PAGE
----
We’ve come a long way since 1985, when Israeli travelers I met in China had to hide their “real” passports from local authorities and most Chinese I met had never left their home province, let alone crossed a national border. The China Daily recently reported that, on September 25, Chinese tourists will visit Israel for the first time without special business visas.
I hope Israel’s new guests find friends around Jerusalem and the Dead Sea, which top their itinerary. I know I was never lonely during the year I spent roaming the People’s Republic with a manual typewriter and three changes of clothing. Besides billions of Chinese for company, I encountered a small army of other “foreign ghosts” traveling, like me, without tour guides or coach buses. In our dorm-style accommodations and in the streets, train stations and open-air markets, they were hard to miss.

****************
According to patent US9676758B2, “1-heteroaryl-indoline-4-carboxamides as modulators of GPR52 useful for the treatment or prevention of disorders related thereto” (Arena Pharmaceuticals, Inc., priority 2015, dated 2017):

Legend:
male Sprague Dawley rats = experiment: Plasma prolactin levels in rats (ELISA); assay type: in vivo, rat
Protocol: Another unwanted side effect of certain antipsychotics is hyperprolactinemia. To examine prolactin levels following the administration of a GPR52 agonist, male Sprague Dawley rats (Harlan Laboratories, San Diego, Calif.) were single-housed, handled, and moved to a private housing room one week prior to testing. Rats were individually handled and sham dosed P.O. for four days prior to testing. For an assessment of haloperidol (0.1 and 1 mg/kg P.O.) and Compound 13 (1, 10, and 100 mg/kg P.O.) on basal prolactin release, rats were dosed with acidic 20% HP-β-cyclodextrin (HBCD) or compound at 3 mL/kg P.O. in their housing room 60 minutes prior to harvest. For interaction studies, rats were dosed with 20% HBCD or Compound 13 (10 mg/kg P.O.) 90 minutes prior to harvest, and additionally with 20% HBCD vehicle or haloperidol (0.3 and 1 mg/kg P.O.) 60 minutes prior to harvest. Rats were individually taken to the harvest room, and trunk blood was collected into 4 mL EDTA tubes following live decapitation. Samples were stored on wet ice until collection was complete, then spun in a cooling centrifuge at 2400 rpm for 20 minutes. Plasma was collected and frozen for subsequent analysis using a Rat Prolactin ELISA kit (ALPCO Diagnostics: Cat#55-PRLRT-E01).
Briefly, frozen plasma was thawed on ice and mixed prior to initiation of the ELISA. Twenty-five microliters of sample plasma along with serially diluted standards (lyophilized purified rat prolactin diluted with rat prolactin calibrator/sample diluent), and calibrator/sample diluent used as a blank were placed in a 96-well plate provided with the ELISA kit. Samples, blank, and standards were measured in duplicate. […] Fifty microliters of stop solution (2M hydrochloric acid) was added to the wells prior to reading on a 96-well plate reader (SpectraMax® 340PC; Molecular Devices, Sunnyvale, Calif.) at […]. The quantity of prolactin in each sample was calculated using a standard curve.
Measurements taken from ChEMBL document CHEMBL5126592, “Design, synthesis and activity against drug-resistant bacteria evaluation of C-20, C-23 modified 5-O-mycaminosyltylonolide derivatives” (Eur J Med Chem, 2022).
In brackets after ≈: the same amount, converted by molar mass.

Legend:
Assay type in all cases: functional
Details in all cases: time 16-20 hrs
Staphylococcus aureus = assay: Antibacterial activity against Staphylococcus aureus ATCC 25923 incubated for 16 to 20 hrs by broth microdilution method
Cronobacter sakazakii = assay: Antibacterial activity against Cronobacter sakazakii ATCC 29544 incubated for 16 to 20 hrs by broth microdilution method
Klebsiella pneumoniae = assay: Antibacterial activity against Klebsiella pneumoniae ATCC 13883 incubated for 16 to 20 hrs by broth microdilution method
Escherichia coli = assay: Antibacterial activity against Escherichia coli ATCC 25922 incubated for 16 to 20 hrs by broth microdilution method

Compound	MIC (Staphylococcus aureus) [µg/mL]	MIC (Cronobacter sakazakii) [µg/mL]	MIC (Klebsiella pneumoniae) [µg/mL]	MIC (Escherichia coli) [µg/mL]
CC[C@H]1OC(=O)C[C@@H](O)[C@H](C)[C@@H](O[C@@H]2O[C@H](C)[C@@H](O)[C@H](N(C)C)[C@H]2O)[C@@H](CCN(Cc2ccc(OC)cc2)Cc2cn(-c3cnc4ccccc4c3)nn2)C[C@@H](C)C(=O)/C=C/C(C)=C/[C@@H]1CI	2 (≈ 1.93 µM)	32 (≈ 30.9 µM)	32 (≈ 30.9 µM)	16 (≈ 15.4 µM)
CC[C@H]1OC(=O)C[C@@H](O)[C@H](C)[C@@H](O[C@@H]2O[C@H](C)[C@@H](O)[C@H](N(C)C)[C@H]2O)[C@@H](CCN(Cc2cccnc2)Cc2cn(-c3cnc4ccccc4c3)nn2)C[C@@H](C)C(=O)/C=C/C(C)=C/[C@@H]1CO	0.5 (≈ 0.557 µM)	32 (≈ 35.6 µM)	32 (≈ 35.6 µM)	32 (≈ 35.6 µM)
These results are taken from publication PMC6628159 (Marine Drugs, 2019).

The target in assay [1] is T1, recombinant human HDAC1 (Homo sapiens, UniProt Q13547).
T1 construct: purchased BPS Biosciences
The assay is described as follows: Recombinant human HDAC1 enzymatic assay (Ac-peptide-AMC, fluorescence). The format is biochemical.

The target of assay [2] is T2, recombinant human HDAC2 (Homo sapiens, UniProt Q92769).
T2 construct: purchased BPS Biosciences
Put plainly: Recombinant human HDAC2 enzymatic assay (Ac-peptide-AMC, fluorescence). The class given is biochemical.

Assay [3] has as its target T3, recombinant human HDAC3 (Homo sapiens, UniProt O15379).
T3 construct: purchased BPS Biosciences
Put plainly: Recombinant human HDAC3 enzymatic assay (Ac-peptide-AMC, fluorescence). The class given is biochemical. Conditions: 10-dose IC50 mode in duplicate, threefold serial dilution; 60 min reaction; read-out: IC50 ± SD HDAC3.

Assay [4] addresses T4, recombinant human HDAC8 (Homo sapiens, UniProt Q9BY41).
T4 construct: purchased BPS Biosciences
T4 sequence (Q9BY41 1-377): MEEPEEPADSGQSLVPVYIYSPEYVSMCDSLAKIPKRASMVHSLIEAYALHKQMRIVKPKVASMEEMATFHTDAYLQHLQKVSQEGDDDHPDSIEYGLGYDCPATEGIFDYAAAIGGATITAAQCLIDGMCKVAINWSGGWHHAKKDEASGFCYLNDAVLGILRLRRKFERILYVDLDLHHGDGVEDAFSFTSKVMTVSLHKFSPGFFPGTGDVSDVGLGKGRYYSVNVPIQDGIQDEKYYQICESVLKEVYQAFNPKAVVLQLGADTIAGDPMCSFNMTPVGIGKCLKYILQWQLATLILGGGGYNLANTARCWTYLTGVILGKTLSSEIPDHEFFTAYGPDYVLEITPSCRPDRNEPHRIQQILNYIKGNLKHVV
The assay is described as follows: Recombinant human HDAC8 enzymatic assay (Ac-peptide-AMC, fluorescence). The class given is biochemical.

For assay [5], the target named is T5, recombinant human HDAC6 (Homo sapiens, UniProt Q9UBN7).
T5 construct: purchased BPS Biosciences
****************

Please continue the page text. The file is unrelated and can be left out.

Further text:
Just a few of my fellow backpackers were Israelis. I was lucky enough in Lhasa, Tibet, to become fast friends with one of them, a dry-witted anthropologist from Netanya named Dina Heimann. Our decision to travel together after a planned rendez-vous with her brother, Eli, embroiled me in her life, and Israeli culture, in ways I never would have expected. Continue reading